But statewide officers have a very different situation. They have two hundred staff to carry out the direction they are involved in setting and have no direct supervision. They do not have to fear going to work with bad supervision or worrying about getting their Merit Salary Adjustment, if they have any left to get. They're judged in elections.

Local 1000 officers have counterparts in our management structure. The President and Chief of Staff, the Secretary-Treasurer and the Controller, the V. P. for Organizing and Representation and the Statewide Field Director and the V. P. for Bargaining and the Contracts Department Coordinator. These appear to be the approximate pay rates the proposal aligns with inside our union. But the qualifications, selection process and jobs for elected leaders and staff managers are very different and consciously so.

Officers must be dues paying steward members and compete with other Local 1000 members. They must inspire, motivate and lead an all-volunteer activist base. Local 1000 managers have been selected in competition in the external labor market, "hiring off the street" or promoted from within based on performance compared to other staff and possibly outside candidates. Wages paid Local 1000 are suppose to be driven by the labor market for such work.

A legitimate issue that should be addressed is the loss of advancement opportunities for long-term statewide officers. It is true that being absent from your departmental position does not allow for advancement. This issue should be examined in more detail, discussed openly with the goal of finding a solution that doesn't divorce our statewide officers from the day-to-day real life issues faced by the majority of members. Suggestions of ensuring some percentage increase in pay rate for officers who have served more than three years in office have been raised. Using the seventy-fifth percentile of the salary range of all Local 1000 members as a minimum wage for statewide officers is another idea.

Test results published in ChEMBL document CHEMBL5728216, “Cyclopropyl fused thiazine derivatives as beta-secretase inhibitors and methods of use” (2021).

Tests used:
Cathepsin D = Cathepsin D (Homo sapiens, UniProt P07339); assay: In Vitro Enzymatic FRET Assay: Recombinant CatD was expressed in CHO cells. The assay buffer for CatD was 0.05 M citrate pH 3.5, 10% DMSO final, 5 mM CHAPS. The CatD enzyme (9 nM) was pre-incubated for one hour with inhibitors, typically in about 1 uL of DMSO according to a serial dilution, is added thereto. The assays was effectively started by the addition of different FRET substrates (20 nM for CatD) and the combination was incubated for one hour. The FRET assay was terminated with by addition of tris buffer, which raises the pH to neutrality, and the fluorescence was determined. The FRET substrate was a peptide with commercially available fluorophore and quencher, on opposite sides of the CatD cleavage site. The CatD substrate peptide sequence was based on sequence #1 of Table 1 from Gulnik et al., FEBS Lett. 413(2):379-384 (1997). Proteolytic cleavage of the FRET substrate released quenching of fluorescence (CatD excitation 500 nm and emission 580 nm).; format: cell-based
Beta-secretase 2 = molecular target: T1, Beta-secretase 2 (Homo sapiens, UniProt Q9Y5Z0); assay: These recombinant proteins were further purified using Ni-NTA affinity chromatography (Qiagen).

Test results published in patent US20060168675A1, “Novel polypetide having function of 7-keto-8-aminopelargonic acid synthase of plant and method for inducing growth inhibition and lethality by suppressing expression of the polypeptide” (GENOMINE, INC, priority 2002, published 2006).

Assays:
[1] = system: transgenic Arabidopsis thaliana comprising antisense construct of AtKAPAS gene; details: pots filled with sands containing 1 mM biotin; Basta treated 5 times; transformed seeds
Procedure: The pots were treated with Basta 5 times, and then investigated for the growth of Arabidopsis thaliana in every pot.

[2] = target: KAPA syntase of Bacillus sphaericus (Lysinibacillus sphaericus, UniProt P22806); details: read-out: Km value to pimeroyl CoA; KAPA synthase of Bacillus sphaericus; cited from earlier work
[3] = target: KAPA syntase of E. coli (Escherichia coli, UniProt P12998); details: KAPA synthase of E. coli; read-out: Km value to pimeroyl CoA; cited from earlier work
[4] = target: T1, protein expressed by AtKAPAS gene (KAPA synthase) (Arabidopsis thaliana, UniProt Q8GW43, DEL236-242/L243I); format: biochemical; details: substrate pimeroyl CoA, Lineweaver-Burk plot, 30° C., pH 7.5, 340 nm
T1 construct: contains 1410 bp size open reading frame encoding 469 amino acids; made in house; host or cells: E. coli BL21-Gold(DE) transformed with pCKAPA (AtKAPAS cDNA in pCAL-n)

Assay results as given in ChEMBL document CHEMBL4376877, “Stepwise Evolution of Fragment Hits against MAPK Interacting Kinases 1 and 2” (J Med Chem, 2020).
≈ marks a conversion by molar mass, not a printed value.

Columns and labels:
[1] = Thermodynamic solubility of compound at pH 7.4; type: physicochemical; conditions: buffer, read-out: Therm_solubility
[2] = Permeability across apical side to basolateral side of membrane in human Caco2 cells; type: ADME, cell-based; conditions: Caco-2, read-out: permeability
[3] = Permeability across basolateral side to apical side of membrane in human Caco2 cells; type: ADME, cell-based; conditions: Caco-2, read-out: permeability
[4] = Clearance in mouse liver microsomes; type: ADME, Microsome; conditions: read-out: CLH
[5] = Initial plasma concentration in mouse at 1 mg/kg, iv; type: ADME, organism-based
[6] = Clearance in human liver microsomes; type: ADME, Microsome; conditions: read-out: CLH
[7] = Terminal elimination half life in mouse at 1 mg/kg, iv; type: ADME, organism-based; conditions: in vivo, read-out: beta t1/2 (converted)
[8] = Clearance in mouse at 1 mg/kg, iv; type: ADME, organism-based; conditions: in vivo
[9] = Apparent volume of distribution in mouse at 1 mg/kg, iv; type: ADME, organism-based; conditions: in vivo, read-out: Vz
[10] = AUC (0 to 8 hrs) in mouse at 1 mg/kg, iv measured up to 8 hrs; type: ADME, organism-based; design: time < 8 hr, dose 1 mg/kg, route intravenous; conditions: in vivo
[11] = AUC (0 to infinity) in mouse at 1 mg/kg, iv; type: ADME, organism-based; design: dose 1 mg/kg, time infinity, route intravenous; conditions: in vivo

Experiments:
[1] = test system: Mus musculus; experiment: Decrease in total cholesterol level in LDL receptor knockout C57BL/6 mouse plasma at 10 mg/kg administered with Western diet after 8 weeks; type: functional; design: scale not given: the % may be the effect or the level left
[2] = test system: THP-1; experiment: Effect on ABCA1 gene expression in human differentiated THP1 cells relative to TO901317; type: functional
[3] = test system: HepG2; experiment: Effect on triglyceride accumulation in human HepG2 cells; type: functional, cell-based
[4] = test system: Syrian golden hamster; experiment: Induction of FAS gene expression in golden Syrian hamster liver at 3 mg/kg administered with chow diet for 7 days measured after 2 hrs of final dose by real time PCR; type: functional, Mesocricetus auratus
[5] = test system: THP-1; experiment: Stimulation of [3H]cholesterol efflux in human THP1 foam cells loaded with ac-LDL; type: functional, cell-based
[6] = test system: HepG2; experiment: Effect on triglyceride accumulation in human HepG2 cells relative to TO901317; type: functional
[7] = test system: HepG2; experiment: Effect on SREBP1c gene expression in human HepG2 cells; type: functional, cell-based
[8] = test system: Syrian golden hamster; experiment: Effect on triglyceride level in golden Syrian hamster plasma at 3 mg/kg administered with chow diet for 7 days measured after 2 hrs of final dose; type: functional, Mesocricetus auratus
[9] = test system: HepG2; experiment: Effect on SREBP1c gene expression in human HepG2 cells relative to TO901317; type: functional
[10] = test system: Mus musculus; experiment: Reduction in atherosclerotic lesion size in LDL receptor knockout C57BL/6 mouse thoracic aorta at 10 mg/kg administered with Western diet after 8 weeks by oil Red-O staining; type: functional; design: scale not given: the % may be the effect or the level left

But there are probably no classifications represented by our union that pay $150,000 a year and few, if any that get to $125,000. The currently proposed pay scale for the officers, $125,000 to $150,000 would put them in a significantly higher income stratum than vast majority of Local 1000 members. From a political perspective that would put them as individuals in the position of being able to finance an entire election campaign on their own. Whereas over the last twenty years candidates have had to organize networks of members to raise money and volunteer help to win elections. That would not be good for our member-led union.

Paul Smilanick, V.P. DLC 768, Founding Member of Caucus for a Democratic Union, Local 1000 Budget Committee Member

Cathy Hackett, DLC 765 Steward, former Local 1000 Vice President and Secretary-Treasurer, Founding Member and former Statewide Coordinator for Caucus for a Democratic Union, past Local 1000 Budget Committee Member

Editor's note, Sept. 13, 8:58 p.m.: This post was changed to correctly identify Paul Smilanick's title within SEIU Local 1000.

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About The State Worker

Jon Ortiz The Author

Jon Ortiz launched The State Worker blog and a companion column in 2008 to cover state government from the perspective of California government employees. Every day he filters the news through a single question: "What does this mean for state workers?" Join Ortiz for updates and debate on state pay, benefits, pensions, contracts and jobs. Contact him at (916) 321-1043 and at